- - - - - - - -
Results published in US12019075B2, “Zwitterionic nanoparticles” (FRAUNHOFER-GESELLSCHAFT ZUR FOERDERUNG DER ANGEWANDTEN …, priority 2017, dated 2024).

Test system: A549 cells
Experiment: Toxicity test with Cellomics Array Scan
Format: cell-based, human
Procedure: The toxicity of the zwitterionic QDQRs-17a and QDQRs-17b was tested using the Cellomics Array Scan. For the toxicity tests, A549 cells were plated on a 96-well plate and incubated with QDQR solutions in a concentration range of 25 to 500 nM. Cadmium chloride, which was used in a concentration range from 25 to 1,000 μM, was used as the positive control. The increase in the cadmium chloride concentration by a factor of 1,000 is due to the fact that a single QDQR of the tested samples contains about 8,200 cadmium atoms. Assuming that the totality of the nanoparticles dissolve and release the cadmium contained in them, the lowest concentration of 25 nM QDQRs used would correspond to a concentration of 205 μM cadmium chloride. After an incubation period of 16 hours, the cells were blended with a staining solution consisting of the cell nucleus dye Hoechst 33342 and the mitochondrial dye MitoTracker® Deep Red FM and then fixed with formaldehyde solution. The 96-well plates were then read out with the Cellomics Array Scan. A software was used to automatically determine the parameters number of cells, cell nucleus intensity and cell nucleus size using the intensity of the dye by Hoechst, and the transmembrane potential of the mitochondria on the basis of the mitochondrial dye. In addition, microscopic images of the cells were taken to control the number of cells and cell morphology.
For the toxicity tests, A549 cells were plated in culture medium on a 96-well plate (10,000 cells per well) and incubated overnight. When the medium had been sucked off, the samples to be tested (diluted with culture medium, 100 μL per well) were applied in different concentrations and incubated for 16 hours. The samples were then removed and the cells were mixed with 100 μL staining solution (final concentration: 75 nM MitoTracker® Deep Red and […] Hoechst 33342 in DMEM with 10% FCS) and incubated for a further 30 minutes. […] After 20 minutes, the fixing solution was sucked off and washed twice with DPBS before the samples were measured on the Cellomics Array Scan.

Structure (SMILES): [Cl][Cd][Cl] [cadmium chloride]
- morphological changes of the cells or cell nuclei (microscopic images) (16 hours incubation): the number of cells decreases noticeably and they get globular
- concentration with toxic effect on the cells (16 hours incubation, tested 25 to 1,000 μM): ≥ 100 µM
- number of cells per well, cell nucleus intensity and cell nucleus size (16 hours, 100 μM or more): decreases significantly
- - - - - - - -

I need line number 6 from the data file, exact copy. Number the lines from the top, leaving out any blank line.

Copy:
For the toxicity tests, A549 cells were plated in culture medium on a 96-well plate (10,000 cells per well) and incubated overnight. When the medium had been sucked off, the samples to be tested (diluted with culture medium, 100 μL per well) were applied in different concentrations and incubated for 16 hours. The samples were then removed and the cells were mixed with 100 μL staining solution (final concentration: 75 nM MitoTracker® Deep Red and […] Hoechst 33342 in DMEM with 10% FCS) and incubated for a further 30 minutes. […] After 20 minutes, the fixing solution was sucked off and washed twice with DPBS before the samples were measured on the Cellomics Array Scan.